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Fredi Gonzalez still thinks RBI is an important stat

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Talking up outfielder Hector Olivera, Braves manager Fredi Gonzalez talked up the RBI stat while impugning fans of more advanced metrics. Via David O’Brien of the Atlanta Journal-Constitution:

“And he’s driven in runs,” Braves manager Fredi Gonzalez said. “He leads the team in RBIs. I know in the stat-geek world RBI is not a big number, but it sure is. Because you can have all the on-base percentage you want, if you don’t have somebody driving anybody in, you’re not going to score runs.”

Olivera has 12 RBI, which does lead the Braves this spring. But it’s not a particularly elite number, as 32 hitters have more RBI than Olivera and 12 others are tied with him. Players with 12 RBI include such luminaries as Tyler Saladino, Pedro Florimon, and Bryan Holaday. Those with 13 or more include Jemile Weeks, Sam Travis, and Christian Walker.

We know spring training stats don’t mean a dang thing. Why is that? For one, the sample sizes are very small. The leader in at-bats so far this spring is Jarrett Parker with 69. That’s around one-tenth of a full season’s worth of at-bats. Todd Frazier, last year’s regular season leader in AB’s, got to 67 AB’s on April 22. It’s three weeks’ worth of playing time. Secondly, spring training stats are meaningless because pitchers often face subpar hitters and vice versa. Look at the at-bats and innings pitched leaderboards and look at how few names near the top are quality major leaguers. Teams are giving younger players and fringe players opportunities to prove themselves while taking it easy with the veterans. Or, as Giants manager Bruce Bochy calls it, “slow playing”.

Then there’s what’s wrong with the RBI stat itself: often, it tells you more about the quality of the hitters/runners in front of the player in question than about that player himself. A Red Sox lineup where Pablo Sandoval leads off and David Ortiz bats second will yield fewer RBI opportunities for Xander Bogaerts than a 1-2 of Mookie Betts and Dustin Pedroia because Sandoval and Ortiz run the bases extremely poorly and they don’t attempt to steal bases.

The Braves are hoping Olivera develops into a middle-of-the-order hitter, and that certainly may happen. They won’t be able to tell, though, just by looking at his spring training RBI total.

Gonzalez is signed with the Braves through 2016 and the club holds an option for the ’17 season.

Nats’ success shouldn’t be about Bryce Harper

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Bryce Harper turns 27 years old today. As an early birthday present, he got to watch his former team reach the World Series for the first time in franchise history. His new team finished exactly at .500 in fourth place, missing the playoffs. These were facts that did not go unnoticed as the Nationals completed an NLCS sweep of the Cardinals at home last night.

Harper spent seven seasons with the Nationals before hitting free agency and ultimately signing with the Phillies on a 13-million, $330 million contract. The Nationals offered Harper a 10-year, $300 million contract at the end of the 2018 regular season, but about $100 million of that was deferred until he was 65 which lowered the present-day value of the offer. The Nats’ offer wasn’t even in the same ballpark, really.

Nevertheless, Nationals fans were upset that their prodigy jilted them to go to the Phillies. He was mercilessly booed whenever the Phillies played in D.C. Nats fans’ Harper jerseys were destroyed, or at least taped over.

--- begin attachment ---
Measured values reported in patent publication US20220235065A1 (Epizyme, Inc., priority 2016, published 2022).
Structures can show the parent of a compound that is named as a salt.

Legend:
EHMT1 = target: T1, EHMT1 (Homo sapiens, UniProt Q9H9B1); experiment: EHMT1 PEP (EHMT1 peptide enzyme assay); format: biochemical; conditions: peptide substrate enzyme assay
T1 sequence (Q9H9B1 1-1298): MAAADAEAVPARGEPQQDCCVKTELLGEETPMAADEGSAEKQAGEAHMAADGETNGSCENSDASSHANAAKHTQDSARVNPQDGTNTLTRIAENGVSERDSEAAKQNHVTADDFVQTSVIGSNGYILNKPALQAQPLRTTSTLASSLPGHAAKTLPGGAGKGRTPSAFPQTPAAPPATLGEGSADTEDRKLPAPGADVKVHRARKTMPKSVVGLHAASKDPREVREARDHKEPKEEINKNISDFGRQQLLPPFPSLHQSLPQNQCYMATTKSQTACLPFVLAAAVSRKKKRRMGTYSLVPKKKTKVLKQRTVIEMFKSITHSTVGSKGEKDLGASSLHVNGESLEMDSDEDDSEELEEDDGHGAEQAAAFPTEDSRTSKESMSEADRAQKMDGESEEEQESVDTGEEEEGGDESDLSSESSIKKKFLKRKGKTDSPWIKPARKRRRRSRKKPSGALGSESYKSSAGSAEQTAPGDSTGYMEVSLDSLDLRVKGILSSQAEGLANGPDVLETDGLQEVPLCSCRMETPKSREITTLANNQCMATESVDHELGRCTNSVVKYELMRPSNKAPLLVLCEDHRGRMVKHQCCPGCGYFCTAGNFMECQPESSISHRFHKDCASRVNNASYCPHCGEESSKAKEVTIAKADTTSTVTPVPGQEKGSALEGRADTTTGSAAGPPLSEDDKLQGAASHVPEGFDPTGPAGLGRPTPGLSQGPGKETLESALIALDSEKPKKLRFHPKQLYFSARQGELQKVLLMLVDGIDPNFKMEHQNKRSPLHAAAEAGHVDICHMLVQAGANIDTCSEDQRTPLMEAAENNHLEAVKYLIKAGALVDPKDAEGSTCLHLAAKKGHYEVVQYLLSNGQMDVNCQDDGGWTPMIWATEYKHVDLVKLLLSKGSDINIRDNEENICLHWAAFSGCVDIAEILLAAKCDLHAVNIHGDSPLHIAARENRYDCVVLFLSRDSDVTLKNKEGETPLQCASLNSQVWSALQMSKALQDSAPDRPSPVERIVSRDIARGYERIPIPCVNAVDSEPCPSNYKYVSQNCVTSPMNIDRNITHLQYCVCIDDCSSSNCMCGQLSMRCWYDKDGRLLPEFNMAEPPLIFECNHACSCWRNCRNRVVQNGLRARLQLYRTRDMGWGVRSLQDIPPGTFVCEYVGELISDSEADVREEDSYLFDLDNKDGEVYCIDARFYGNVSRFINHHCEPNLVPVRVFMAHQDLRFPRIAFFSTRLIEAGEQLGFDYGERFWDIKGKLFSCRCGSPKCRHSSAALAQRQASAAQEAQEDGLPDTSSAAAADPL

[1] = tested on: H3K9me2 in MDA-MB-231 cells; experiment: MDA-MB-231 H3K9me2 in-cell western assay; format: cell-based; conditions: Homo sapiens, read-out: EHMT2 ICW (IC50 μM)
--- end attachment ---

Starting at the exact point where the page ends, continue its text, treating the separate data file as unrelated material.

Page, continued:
Harper, of course, was phenomenal with the Nationals. He won the NL Rookie of the Year Award in 2012, then won the NL MVP Award several years later with an historically outstanding 1.109 OPS while leading the league with 42 homers and 118 runs scored. Overall, as a National, he had a .900 OPS. Pretty good. He was also productive in the postseason, posting an .801 OPS across 19 games, mostly against playoff teams’ best starters and best relievers. Furthermore, if the Nats had Harper this year, he would have been in right field in lieu of Adam Eaton. Harper out OPS’d Eaton by 90 points and posted 2.5 more WAR in a similar amount of playing time. The Nationals would have been even better if they had Harper this year.

The Nationals lost all four Division Series they appeared in during the Harper era. 3-2 to the Cardinals in 2012, 3-1 to the Giants in ’14, 3-2 to the Dodgers in ’16, and 3-2 to the Cubs in ’17. They finally get over the hump the first year they’re without Harper, that’s the difference, right? I saw the phrase “addition by subtraction” repeatedly last night, referring to Harper and the Nats’ subsequent success without him.

Harper, though, didn’t fork over four runs to the Cardinals in the top of the ninth inning in Game 5 in 2012. He didn’t allow the Dodgers to rally for four runs in the seventh inning of Game 5 in ’16 before ultimately losing 4-3. He didn’t use a gassed Max Scherzer in relief in 2017’s Game 5, when he allowed five of the seven Cubs he faced to reach base, leading to three runs which loomed large in a 9-8 loss. If certain rolls of the dice in those years had gone the Nationals’ way, they would have appeared in the NLCS. They might’ve even been able to win a World Series.

The Nationals saw how that looks this year. It was the opposing manager this time, Dave Roberts, who mismanaged his bullpen. Howie Kendrick then hit a tie-breaking grand slam in the 10th inning off of Joe Kelly to win the NLDS for the Nats. The playoffs are random. Sometimes a ball bounces your way, sometimes an umpire’s call goes your way, and sometimes the opposing manager makes several unforced errors to throw Game 5 in your lap.

Reaching the World Series, then thumbing your nose while sticking out your tongue at Harper feels like a guy tagging his ex-girlfriend on his new wedding photos. It’s time to move on.